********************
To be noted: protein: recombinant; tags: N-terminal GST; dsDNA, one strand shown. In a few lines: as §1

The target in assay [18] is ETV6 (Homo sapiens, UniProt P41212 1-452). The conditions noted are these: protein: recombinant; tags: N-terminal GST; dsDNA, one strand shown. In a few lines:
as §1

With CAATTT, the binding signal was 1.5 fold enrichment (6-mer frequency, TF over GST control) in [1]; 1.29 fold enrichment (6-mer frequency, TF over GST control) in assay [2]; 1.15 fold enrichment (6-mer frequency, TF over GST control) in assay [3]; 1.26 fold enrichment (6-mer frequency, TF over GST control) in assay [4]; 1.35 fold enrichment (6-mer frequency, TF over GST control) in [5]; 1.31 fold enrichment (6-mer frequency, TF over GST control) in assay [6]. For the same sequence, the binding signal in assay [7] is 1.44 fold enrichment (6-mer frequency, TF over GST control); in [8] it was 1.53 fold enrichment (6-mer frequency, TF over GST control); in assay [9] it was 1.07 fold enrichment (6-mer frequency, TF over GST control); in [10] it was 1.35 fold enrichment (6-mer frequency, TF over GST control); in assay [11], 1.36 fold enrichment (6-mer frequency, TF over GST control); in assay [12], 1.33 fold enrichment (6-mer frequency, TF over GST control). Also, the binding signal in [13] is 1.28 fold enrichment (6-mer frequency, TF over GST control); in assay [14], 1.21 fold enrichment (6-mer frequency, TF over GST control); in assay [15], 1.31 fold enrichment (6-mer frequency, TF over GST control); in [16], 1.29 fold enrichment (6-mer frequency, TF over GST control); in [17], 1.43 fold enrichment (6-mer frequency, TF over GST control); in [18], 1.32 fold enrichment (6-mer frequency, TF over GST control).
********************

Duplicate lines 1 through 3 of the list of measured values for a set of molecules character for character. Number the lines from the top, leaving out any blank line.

To be noted: protein: recombinant; tags: N-terminal GST; dsDNA, one strand shown. In a few lines: as §1

The target in assay [18] is ETV6 (Homo sapiens, UniProt P41212 1-452). The conditions noted are these: protein: recombinant; tags: N-terminal GST; dsDNA, one strand shown. In a few lines:
as §1